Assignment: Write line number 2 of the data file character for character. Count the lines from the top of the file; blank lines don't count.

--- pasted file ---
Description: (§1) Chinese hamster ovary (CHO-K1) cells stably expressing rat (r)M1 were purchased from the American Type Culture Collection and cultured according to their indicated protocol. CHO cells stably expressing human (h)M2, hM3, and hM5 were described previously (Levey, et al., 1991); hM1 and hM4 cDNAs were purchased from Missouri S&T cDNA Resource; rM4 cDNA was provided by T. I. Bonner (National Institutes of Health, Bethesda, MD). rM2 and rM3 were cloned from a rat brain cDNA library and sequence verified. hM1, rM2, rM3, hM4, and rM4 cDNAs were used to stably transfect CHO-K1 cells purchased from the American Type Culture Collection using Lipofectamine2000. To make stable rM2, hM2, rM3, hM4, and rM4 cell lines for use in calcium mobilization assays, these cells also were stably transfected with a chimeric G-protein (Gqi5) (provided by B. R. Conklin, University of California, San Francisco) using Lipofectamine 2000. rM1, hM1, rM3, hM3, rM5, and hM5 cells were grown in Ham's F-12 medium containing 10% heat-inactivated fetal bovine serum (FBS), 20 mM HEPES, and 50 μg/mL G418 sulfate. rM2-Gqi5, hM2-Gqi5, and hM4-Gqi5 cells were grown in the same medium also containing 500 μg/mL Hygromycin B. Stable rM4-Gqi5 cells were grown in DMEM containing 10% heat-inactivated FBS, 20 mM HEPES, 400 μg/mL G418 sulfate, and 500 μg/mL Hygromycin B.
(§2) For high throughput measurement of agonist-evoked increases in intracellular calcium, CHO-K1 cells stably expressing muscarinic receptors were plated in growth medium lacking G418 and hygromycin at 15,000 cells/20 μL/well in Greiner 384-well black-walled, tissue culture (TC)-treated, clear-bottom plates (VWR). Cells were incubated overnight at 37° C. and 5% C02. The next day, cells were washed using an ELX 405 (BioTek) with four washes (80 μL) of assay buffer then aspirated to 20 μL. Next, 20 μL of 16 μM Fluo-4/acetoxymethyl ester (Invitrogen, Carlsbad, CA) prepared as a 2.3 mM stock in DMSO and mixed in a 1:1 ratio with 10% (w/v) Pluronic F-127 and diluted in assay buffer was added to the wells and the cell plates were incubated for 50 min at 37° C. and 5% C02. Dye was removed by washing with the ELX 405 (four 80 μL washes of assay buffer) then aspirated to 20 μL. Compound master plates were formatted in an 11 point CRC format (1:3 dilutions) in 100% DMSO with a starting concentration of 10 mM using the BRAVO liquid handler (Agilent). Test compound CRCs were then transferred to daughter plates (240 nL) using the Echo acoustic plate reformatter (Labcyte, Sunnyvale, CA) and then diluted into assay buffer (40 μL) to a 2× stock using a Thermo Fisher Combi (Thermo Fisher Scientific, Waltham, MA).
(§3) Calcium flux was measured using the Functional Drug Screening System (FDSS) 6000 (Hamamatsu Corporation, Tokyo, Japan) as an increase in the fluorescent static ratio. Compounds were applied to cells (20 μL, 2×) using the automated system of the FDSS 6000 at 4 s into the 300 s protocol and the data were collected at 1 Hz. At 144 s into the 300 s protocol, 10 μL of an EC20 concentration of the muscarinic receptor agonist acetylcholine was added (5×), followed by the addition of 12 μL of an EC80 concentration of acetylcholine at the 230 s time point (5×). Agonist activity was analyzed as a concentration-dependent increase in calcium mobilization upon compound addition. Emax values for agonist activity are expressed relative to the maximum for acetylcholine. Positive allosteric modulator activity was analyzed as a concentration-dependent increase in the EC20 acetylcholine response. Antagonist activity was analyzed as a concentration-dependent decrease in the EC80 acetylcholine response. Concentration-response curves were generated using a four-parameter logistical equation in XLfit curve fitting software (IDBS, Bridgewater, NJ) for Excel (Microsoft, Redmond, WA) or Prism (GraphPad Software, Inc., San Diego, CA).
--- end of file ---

(§2) For high throughput measurement of agonist-evoked increases in intracellular calcium, CHO-K1 cells stably expressing muscarinic receptors were plated in growth medium lacking G418 and hygromycin at 15,000 cells/20 μL/well in Greiner 384-well black-walled, tissue culture (TC)-treated, clear-bottom plates (VWR). Cells were incubated overnight at 37° C. and 5% C02. The next day, cells were washed using an ELX 405 (BioTek) with four washes (80 μL) of assay buffer then aspirated to 20 μL. Next, 20 μL of 16 μM Fluo-4/acetoxymethyl ester (Invitrogen, Carlsbad, CA) prepared as a 2.3 mM stock in DMSO and mixed in a 1:1 ratio with 10% (w/v) Pluronic F-127 and diluted in assay buffer was added to the wells and the cell plates were incubated for 50 min at 37° C. and 5% C02. Dye was removed by washing with the ELX 405 (four 80 μL washes of assay buffer) then aspirated to 20 μL. Compound master plates were formatted in an 11 point CRC format (1:3 dilutions) in 100% DMSO with a starting concentration of 10 mM using the BRAVO liquid handler (Agilent). Test compound CRCs were then transferred to daughter plates (240 nL) using the Echo acoustic plate reformatter (Labcyte, Sunnyvale, CA) and then diluted into assay buffer (40 μL) to a 2× stock using a Thermo Fisher Combi (Thermo Fisher Scientific, Waltham, MA).